People remind me (daily) what a difficult two years my family has been through. I think they are afraid that I've forgotten about the motorcycle wreck, the brain tumour, the cancer, the second brain tumour, etc. etc. So they very kindly point it out, with furrowed eyebrows as they wait for me to form words of sympathy inducing gratitude; that we have come through everything and are still alive, I suppose. The banality of it all is quite depressing.
But here is the truth.
It has made our lives better.
I can't go so far as to say that I wouldn't change anything, because my husband is the one who has endured most of the physical pain. But I wouldn't change any of my own pain for what we have gained over the past two years and seven months. We have grown as a family, and my relationship with my husband has been completely altered. We always held something back from each other in the past. I actually preferred it that way, so did he, which is why we were so perfect for each other. But when you nurse someone back to health things change. And when you take turns nursing one another back to health, it is an equitable change.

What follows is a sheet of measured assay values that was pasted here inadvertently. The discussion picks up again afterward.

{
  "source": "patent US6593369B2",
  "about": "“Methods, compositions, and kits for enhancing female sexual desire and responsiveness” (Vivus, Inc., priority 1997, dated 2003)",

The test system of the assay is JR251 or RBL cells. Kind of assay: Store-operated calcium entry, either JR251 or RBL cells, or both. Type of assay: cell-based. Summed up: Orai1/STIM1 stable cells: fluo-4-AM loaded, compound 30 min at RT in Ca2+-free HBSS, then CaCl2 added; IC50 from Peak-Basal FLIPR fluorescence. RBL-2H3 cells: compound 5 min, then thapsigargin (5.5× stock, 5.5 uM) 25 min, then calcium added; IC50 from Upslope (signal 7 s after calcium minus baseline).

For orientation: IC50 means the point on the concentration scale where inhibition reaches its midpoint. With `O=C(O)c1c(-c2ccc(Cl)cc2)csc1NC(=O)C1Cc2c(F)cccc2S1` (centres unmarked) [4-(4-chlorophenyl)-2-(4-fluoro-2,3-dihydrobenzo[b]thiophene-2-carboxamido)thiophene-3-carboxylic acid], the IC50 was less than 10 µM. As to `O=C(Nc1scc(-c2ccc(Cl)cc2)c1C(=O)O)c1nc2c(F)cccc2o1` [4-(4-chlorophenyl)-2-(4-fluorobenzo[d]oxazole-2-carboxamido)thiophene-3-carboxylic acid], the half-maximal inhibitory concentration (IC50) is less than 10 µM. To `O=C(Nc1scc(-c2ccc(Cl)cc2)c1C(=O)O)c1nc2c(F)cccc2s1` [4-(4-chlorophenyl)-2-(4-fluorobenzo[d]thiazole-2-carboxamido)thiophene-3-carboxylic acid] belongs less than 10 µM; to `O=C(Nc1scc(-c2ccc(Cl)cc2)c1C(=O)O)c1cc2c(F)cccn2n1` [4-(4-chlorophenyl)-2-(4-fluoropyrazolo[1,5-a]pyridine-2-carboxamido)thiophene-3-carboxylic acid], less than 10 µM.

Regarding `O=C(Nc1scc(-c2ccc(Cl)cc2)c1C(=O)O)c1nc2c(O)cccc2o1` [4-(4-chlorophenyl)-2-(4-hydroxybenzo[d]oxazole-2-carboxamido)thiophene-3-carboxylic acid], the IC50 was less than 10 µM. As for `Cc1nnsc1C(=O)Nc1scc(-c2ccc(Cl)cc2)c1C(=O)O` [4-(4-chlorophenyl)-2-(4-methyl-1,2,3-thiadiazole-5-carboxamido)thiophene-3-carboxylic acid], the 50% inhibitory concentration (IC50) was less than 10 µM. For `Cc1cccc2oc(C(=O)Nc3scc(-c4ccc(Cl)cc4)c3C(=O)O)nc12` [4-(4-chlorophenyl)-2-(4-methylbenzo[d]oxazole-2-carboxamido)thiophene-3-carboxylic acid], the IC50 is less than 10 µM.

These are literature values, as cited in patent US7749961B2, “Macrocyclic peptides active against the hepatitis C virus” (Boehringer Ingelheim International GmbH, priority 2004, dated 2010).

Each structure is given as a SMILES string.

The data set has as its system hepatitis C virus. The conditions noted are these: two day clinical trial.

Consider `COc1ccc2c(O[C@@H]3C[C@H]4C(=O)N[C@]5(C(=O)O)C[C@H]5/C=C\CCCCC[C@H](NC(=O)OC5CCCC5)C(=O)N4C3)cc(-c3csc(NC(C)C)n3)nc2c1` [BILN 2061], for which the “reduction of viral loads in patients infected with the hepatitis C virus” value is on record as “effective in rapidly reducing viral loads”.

Now we are going to begin a new adventure together, and we haven't been able to say that for a very long time.